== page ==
The success of the AA program largely depends on the fact that people who successfully become sober help people struggling with sobriety. These are people who can understand what an alcoholic goes through, physically and emotionally, because they were in the same boat once. 

Alcoholics Anonymous was conceptualized in 1935 by Bill Wilson and his doctor Bob Smith. Wilson published a text named “Alcoholics Anonymous” in 1939. The text described the philosophy and techniques of this program. Today, the text is popular as the 12 steps of Alcoholics Anonymous. Other addiction recovery groups and self-help programs, too, have adopted these steps. 

But is it mandatory to follow these steps?

The steps are based on the principles of AA. These are, you can say, the traditions of Alcoholics Anonymous. They form the very foundation. Following them gives you a sense of motivation, strength, and trust. This helps you to continue in your journey of sobriety. 

The steps help to bring discipline in the life of an alcoholic. And that’s what is needed the most. 

Take your time to follow the 12 steps

People new to AA meetings need not follow all the 12 steps together. They may take their time. In fact, you mustn’t follow any step unwillingly because it is useless then. Each step has a principle behind it and you must believe in the principle to follow it.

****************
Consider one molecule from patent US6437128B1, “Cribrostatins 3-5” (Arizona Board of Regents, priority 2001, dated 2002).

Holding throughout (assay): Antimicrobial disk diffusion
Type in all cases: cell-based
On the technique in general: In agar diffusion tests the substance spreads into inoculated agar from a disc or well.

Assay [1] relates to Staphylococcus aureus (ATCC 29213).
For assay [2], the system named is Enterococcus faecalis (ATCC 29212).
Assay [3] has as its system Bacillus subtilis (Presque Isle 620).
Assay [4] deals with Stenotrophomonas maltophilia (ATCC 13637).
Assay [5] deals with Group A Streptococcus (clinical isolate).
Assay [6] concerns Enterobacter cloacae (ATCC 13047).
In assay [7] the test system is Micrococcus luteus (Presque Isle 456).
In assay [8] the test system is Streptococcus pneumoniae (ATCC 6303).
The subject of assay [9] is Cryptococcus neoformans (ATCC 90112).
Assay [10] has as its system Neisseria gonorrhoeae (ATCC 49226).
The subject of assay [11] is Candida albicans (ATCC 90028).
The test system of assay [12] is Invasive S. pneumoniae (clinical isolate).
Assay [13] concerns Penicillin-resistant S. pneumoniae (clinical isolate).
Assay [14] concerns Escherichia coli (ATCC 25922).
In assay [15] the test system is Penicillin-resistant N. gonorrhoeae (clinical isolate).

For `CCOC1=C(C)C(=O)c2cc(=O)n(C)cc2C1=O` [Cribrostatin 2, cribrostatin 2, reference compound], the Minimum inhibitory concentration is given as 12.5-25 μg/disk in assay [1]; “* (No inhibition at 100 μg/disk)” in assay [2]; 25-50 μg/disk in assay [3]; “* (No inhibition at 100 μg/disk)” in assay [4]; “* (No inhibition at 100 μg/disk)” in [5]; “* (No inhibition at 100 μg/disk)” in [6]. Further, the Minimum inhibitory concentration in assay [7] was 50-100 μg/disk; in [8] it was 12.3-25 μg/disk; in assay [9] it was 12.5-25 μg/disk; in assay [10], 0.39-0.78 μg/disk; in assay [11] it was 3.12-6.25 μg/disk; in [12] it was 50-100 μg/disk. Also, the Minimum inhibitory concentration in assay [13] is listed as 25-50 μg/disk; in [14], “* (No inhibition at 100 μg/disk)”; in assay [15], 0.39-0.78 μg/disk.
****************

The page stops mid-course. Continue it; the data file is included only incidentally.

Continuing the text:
People who are unwilling to follow the 12 traditions of Alcoholics Anonymous must not coerce themselves to do so. Instead, keep an open mind. Attend the meetings regularly. Listen to how recovered people narrate their experiences. Read the literature of AA. Share your own experience. Open up with people in the meeting. 

Try to go sober on as many days as possible. It’s okay if you slip one day. Try again. Continuing your efforts towards sobriety is the key to giving up alcohol successfully. Sobriety Calculator can help you in keeping a tab on the number of days you were sober. 

Gradually, as you begin to get “enlightened,” you will realize that the 12 steps are nothing but the very basis of living a disciplined, successful, and fulfilling life. Alcoholic or not, the 12 principles when imbibed by any individual can transform their lives and turn them into a better person. 

Principles of the 12 steps of AA

  1. Honesty
  2. Hope
  3. Surrender 
  4. Courage
  5. Integrity
  6. Willingness
  7. Humility
  8. Love
  9. Responsibility
  10. Discipline
  11. Awareness
  12. Service

It’s interesting to note that the journey towards de-addiction begins with becoming powerless and admitting your alcoholism, and ends with becoming powerful in your will and values of life. Check here.

Do not be doubtful whether you will be able to perform all the 12 steps. Take one step at a time. Live it fully. Take your time. Then go to the next one when you are ready. There is no competition here. 

Isn’t it high time you and your family and friends saw the sober side of you? Visit to find a local AA meeting near you. 

By Manali

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